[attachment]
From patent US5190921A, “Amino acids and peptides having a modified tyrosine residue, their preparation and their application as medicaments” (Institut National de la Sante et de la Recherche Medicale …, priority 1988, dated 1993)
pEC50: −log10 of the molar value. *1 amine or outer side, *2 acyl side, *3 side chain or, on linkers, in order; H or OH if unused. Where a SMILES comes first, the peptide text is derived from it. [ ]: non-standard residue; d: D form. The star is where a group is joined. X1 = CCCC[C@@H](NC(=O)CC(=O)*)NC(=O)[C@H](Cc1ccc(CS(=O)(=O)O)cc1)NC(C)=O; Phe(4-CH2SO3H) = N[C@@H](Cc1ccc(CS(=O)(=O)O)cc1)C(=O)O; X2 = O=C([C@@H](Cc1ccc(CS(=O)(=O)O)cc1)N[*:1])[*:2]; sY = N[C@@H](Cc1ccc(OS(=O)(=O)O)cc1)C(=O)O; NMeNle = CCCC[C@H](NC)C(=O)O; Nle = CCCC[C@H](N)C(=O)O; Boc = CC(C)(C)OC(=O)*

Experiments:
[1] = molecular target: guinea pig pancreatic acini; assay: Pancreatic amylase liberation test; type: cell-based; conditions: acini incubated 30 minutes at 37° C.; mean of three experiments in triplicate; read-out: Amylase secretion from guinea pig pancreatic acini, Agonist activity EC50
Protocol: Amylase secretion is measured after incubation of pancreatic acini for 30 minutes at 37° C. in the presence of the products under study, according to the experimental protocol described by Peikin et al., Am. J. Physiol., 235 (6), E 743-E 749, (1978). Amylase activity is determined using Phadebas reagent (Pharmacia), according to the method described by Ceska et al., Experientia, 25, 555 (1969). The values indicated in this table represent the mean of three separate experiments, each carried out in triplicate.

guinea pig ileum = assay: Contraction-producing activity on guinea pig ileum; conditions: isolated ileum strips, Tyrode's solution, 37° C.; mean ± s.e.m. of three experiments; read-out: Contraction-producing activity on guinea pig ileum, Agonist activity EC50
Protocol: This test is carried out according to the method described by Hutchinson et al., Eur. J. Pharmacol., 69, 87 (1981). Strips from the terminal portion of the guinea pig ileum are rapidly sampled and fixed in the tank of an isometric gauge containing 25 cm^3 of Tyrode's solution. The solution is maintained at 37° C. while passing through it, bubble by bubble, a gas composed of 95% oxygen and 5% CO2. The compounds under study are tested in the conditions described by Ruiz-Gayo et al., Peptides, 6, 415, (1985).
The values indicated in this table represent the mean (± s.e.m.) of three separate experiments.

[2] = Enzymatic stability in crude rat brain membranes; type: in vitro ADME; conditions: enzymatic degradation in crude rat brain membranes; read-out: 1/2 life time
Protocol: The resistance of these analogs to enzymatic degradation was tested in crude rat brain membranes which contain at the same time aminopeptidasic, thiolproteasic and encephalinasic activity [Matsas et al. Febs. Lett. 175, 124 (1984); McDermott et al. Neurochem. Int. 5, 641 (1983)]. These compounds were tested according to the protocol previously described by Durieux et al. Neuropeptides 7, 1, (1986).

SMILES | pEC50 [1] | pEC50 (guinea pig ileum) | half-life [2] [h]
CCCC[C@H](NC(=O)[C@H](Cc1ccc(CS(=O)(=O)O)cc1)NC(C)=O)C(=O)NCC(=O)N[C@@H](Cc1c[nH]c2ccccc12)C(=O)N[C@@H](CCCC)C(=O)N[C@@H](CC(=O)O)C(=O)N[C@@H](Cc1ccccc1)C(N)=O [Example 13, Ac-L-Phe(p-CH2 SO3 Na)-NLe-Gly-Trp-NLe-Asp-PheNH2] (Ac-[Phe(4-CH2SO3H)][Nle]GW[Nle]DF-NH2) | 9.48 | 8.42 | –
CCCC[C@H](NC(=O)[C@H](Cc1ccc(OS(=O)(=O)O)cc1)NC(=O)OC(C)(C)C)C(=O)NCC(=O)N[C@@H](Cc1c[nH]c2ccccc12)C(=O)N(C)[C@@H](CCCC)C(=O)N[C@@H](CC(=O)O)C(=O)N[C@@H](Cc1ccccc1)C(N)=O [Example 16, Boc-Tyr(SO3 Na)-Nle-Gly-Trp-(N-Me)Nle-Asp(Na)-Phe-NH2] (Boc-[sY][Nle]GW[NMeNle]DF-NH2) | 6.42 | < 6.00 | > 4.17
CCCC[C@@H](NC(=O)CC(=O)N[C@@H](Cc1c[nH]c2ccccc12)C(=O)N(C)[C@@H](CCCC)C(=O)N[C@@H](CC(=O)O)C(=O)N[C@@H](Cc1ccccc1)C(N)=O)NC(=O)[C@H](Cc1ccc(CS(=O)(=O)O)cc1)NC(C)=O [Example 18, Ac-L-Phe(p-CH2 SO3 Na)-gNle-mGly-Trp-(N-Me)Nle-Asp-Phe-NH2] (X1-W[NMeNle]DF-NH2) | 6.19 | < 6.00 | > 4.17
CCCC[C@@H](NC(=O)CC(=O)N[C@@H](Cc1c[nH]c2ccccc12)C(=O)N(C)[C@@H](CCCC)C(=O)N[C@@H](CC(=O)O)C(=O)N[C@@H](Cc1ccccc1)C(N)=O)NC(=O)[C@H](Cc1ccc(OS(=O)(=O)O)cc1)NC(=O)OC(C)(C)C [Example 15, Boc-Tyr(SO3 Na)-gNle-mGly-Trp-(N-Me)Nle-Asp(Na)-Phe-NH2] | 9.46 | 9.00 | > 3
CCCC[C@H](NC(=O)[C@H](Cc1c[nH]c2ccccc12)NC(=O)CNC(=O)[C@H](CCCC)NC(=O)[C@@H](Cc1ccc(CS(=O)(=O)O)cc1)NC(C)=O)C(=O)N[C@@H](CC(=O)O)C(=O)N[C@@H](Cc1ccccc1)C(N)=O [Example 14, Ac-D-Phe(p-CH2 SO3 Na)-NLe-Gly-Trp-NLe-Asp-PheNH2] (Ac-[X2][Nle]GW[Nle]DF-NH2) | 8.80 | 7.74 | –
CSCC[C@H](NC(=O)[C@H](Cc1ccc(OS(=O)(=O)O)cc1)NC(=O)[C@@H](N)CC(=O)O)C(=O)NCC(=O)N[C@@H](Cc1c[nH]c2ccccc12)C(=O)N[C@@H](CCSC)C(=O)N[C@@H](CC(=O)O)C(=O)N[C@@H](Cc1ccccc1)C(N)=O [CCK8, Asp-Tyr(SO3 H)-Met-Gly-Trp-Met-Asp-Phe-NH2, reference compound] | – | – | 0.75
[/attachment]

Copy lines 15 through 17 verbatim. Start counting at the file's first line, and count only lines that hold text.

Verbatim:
CCCC[C@@H](NC(=O)CC(=O)N[C@@H](Cc1c[nH]c2ccccc12)C(=O)N(C)[C@@H](CCCC)C(=O)N[C@@H](CC(=O)O)C(=O)N[C@@H](Cc1ccccc1)C(N)=O)NC(=O)[C@H](Cc1ccc(OS(=O)(=O)O)cc1)NC(=O)OC(C)(C)C [Example 15, Boc-Tyr(SO3 Na)-gNle-mGly-Trp-(N-Me)Nle-Asp(Na)-Phe-NH2] | 9.46 | 9.00 | > 3
CCCC[C@H](NC(=O)[C@H](Cc1c[nH]c2ccccc12)NC(=O)CNC(=O)[C@H](CCCC)NC(=O)[C@@H](Cc1ccc(CS(=O)(=O)O)cc1)NC(C)=O)C(=O)N[C@@H](CC(=O)O)C(=O)N[C@@H](Cc1ccccc1)C(N)=O [Example 14, Ac-D-Phe(p-CH2 SO3 Na)-NLe-Gly-Trp-NLe-Asp-PheNH2] (Ac-[X2][Nle]GW[Nle]DF-NH2) | 8.80 | 7.74 | –
CSCC[C@H](NC(=O)[C@H](Cc1ccc(OS(=O)(=O)O)cc1)NC(=O)[C@@H](N)CC(=O)O)C(=O)NCC(=O)N[C@@H](Cc1c[nH]c2ccccc12)C(=O)N[C@@H](CCSC)C(=O)N[C@@H](CC(=O)O)C(=O)N[C@@H](Cc1ccccc1)C(N)=O [CCK8, Asp-Tyr(SO3 H)-Met-Gly-Trp-Met-Asp-Phe-NH2, reference compound] | – | – | 0.75